Efficient Windows and Doors
Selecting windows and doors for your construction project? Learn more below!
Energy Efficiency Factors
If you are building a new structure or remodeling an existing structure with new doors, windows, and/or skylights, California requires compliance with Energy Efficiency Codes. This is due to a large amount of thermal energy transference that occurs at the building’s exterior. Thusly, these features can account for a major source of energy waste. In the Construction Industry, the correct terminology for windows and doors is “fenestrations”.
There are a couple of key factors that affect energy efficiency:
1) U-factor Requirements
Firstly, U-factor refers to the amount of non-solar heat flow that comes through the fenestrations. A lower score means higher efficiency. Glazing and the number of panes affect this rating. Double panes are the industry standard.
2) Solar Heat Gain Coefficient (SHGC)
As apparent in the name, SHGC is the percent of solar radiation transmitted (0-1). The lower the heat gain, the better the product is at resisting thermal heat. Climate, placement, and shading play a role in the transmittance of solar radiation, on top of the product’s specifications.
3) Air Leakage Value
Thirdly, air leakage refers to the amount of air coming in around the door or window. How well the fenestrations are installed, as well as their framing and spacers are important components.
4) Visible Transmittance (VT)
Measures the amount of sunlight transmittance. VT is also on a scale of 0-1, with lower rates equating to less light transfer. Tinting is an important variable that should be determined by the building’s sunlight requirements.
Selecting Efficient Windows, Doors, and Skylights
When selecting the correct windows, doors, and skylights, you should work with an energy consultant during the design phase. Otherwise, closely examine the Title 24 regulations that apply based on what year the permit was pulled. It’s also going to depend on what climate zone the structure is located in. Overall, the size, number, location, and specifications of windows and doors do matter. This is often a tricky spot where contractors can get held up due to unforeseen regulations. Also, verify that your design is compliant with Homeowners Association (HOA) rules if they apply.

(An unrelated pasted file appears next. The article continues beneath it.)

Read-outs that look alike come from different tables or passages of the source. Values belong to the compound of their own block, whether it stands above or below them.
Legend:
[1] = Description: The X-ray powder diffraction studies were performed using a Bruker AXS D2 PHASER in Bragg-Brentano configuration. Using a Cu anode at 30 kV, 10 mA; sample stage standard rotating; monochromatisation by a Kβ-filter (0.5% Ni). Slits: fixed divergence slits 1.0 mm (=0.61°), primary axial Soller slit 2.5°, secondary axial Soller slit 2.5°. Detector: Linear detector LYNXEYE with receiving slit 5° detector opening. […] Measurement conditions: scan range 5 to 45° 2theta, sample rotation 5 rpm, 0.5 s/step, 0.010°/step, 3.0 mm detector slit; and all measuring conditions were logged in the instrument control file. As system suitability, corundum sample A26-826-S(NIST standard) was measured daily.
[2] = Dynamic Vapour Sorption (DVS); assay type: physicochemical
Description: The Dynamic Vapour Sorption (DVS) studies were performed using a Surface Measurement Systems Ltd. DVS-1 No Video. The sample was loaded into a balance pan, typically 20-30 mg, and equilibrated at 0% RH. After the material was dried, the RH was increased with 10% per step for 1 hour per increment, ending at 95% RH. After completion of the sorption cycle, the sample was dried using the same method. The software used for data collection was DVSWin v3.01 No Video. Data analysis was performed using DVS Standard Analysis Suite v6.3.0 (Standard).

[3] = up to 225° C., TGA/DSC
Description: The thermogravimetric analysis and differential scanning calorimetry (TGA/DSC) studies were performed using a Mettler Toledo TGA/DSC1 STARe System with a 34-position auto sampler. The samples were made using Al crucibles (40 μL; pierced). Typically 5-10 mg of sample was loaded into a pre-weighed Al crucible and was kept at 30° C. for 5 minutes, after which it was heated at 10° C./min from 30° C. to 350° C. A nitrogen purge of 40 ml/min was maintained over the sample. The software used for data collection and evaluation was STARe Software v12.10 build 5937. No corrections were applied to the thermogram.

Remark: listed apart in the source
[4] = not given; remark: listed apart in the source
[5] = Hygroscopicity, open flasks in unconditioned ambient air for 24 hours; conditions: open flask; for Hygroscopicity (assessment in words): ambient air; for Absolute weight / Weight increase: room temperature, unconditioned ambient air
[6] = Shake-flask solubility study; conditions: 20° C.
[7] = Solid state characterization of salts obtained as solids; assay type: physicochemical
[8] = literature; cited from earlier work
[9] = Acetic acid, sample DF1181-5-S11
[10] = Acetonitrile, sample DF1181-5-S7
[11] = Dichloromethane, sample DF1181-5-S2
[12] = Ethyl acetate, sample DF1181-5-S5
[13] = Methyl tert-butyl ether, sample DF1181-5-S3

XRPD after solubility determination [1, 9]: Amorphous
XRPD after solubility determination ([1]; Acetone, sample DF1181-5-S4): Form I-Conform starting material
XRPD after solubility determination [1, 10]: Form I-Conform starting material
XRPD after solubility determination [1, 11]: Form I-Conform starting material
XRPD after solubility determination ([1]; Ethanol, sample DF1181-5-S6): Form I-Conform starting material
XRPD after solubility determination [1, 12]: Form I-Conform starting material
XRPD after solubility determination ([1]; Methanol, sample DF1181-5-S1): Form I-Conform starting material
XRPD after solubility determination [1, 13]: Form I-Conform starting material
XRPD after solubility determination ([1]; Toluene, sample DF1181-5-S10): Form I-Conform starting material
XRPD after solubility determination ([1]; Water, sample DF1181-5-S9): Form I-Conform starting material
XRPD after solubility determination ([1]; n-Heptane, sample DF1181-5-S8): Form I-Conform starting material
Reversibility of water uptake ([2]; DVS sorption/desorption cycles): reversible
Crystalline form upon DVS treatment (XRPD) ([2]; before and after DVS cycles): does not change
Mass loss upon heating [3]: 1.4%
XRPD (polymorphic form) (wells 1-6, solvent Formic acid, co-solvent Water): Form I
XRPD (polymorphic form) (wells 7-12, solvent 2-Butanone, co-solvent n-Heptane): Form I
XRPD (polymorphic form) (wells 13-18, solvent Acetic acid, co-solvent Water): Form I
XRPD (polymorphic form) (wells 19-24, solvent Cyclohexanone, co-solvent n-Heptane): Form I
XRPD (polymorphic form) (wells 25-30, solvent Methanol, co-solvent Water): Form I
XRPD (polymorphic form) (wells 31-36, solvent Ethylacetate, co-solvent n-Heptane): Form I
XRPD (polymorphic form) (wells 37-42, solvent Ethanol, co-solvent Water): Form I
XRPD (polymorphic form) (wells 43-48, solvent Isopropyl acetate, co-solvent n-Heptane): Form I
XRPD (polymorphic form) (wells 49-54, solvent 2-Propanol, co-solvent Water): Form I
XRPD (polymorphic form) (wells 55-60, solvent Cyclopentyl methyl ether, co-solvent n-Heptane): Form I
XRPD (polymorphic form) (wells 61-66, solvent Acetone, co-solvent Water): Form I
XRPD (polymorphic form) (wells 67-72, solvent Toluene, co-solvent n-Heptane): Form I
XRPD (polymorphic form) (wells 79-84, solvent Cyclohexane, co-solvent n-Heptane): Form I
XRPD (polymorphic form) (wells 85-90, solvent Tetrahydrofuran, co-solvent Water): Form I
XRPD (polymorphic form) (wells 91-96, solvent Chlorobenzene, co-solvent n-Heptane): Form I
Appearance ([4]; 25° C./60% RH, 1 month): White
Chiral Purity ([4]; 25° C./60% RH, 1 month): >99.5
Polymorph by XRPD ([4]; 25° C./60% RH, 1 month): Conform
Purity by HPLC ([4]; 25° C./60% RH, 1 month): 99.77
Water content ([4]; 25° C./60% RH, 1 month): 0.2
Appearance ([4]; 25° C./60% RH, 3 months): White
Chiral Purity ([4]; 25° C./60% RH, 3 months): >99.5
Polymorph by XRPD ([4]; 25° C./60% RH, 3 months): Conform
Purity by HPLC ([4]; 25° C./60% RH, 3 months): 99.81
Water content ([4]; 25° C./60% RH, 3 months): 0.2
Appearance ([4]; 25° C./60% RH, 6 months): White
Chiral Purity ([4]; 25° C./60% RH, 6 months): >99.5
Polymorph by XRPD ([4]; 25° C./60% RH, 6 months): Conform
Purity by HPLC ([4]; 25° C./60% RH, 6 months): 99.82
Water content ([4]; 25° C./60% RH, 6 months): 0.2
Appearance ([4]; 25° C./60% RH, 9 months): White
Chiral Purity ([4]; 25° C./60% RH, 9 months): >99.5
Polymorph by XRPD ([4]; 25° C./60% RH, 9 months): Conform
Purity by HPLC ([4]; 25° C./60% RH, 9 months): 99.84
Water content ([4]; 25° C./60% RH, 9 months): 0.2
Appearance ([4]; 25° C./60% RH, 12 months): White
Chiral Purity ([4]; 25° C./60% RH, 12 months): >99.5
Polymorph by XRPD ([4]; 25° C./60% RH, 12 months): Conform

New doors and windows come with labels that list all of their energy performance specifications. The National Fenestration Rating Council (NFRC) creates these labels. View their product directory when choosing certified fenestrations for your project. You can use the guidelines listed above to help you read them correctly. Thankfully, they present an accurate method to compare the efficiency of different options.
Energy Code Compliance
Primarily, to get your permit with the local building department a certified HERS Rater or Energy Consultant can walk you through the necessary paperwork. The Certificate of Compliance is the energy performance outline for the project and writes out all of the serial information.
After that is completed, the next steps are the Certificates of Installation and Verification. To pass inspection, a HERS Rater or approved expert will need to sign-off these documents. We verify that what was built matches the building plan.
BarrierEnergy’s certified Raters will make this a smooth and easy process for you. In addition to filing your paperwork for the building department, we also provide energy consulting in your planning phase. Plus, we can seamlessly alter your paperwork if you do decide to make changes to your plan during construction. We won’t allow fenestration regulations to hold up your project timeline.